Outsole


Bryan: This is probably the most unique feature of the shoe. It is the only Asics shoe (on the Australian market) that features the extensive use of the DSP waffle outsole. As Cheng mentioned in his review of Version 1, the DSP technology is proprietarily owned by one supplier in Japan, hence its limited use. 

Left: Tartheredge 2 Right: Takumi Sen

The adidas Takumi Sen is another one of a rare breed of shoes with a DSP outsole. Referring to the image above, the individual waffle piece used in the Tartheredge 2 is larger than the Takumi Sen. There is no noticeable advantage for this, but the strategic use of the waffle further up into toe wrap would provide a slight advantage in a dead sprint. The DSP waffle delivers unparalleled traction and is most satisfying when it can be felt crunching and almost grinding into each bitumen nodule. It is loud before the waffle eventually wears in.


The rear of the outsole features strategically placed AHARPLUS rubber c.f. AHAR used in Version 1. Asics provides that AHAR™ has an abrasion resistance about two times higher and AHARPLUS™ about three times higher than our conventional rubber. While this is favourable, DSP traditionally starts wears out after about 100 miles / 160km, which essentially defeats the purpose of the AHARPLUS. In saying that, while this may benefit a heel striker, the conundrum would be that he or she would then not realise the benefits of the DSP forefoot.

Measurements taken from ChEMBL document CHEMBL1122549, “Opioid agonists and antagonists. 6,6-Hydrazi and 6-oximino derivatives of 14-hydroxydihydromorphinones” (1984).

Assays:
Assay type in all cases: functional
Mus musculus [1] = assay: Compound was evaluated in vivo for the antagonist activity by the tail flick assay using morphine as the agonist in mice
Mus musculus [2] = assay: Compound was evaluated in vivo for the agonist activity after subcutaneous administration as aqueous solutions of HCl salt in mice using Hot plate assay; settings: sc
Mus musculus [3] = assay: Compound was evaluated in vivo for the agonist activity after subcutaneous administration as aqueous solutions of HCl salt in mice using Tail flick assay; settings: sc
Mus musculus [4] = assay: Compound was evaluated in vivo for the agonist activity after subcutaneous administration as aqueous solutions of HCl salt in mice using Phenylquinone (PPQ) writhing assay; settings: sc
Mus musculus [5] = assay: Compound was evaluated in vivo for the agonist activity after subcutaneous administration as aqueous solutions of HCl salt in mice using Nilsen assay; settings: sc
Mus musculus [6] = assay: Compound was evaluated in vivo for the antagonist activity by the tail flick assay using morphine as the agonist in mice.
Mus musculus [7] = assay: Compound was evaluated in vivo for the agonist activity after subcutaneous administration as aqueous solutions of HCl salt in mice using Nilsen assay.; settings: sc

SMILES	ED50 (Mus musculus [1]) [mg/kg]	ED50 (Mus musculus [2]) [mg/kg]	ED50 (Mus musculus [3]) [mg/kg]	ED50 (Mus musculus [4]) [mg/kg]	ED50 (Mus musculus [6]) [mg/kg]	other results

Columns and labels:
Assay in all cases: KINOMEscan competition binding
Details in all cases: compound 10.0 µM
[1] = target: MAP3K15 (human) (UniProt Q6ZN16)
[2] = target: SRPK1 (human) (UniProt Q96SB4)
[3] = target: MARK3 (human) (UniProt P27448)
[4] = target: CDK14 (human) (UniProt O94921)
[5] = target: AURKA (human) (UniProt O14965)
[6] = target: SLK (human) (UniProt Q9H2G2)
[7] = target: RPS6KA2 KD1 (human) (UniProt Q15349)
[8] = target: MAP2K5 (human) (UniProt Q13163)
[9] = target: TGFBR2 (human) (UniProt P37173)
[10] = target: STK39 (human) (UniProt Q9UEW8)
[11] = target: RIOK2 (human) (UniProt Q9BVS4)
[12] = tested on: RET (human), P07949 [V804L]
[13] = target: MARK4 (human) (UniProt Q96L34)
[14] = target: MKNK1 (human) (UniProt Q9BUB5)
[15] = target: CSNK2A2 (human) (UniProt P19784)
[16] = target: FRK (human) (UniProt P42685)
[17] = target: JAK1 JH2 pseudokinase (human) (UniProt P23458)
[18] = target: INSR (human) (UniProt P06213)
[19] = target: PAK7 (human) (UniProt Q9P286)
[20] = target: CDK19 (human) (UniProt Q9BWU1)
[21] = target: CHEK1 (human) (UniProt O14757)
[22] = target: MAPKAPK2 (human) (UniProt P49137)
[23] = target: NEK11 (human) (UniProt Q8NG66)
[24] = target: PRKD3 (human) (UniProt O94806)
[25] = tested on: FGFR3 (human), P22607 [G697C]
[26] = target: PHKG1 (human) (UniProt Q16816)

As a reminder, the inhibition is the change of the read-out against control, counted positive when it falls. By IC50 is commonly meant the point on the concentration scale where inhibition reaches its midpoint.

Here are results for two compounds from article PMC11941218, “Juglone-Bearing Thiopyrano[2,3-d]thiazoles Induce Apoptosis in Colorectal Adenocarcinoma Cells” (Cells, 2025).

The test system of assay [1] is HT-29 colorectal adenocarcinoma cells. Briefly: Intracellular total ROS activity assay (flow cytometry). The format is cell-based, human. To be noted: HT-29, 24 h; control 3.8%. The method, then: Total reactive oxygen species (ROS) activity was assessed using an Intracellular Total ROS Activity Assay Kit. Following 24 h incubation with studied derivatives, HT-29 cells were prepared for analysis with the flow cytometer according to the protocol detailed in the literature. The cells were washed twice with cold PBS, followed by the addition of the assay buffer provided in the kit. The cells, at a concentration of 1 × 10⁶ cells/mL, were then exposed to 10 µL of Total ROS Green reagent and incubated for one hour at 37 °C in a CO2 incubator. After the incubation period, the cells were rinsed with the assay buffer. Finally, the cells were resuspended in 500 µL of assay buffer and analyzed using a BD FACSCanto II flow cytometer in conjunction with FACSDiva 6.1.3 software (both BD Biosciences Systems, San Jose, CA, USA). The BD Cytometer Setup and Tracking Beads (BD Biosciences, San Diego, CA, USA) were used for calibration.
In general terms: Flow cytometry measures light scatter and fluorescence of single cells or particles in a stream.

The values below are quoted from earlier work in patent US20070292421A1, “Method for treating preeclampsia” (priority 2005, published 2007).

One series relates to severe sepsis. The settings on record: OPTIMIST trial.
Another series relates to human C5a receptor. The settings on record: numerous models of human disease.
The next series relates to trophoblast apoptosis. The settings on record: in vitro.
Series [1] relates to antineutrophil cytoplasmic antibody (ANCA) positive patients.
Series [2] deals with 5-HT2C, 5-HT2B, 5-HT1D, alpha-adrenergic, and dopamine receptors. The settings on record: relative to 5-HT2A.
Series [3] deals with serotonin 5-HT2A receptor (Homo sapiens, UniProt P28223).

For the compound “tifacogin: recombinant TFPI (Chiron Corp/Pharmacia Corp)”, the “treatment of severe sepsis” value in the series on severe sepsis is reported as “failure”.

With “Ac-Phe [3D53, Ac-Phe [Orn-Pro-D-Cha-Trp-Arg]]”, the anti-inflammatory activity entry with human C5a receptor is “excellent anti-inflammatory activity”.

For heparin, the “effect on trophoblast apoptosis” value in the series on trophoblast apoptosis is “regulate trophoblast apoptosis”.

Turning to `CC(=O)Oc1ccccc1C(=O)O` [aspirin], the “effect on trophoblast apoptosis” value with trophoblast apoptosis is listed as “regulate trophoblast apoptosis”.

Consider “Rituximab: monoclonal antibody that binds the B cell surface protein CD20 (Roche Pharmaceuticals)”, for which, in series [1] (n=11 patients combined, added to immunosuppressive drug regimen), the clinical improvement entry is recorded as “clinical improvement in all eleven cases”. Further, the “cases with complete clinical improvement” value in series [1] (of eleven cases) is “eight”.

This shoe also implements a torsion and stability plastic arch system that provides stability and likely adds to the responsiveness in its ride. Referring to the image above, the “Propulsion Trusstic” system utilised is similar to the adidas’ Torsion system, except that in the Tartheredge 2, the plastic plate extends well into the forefoot and almost mimics the Metaracer’s wishbone shaped carbon plate. Similar to the carbon plate in the Metaracer, the bottom-loaded plastic feature adds to the shoe’s responsiveness, like a spring.


Ride


The ride is where all each component of the shoe comes together very nicely. In the age of high profiled super shoes with each manufacturer claiming the benefits’ of its new technology, the Tartheredge 2 presents the opposite - a no-frills ride. No plate, no Energy Rods, no Pebax. The classic use of DSP and a strategic wishbone shaped ‘Trusstic’ torsioning system that provides needed stability at quick paces is clever. It also adds to the midsole’s responsiveness akin to a carbon plate, but more forgiving naturally that it is plastic. Like the Takumi Sen, the Trusstic system provides medial support and aids in the transition of one’s gait. For a racing flat, the relatively high stack and severe drop of 10mm is welcomed and would be an easy flat for the modern runner to transition into. Overall, the ride is smooth and snappy, presenting itself with a fine balance of responsiveness, flexibility and protection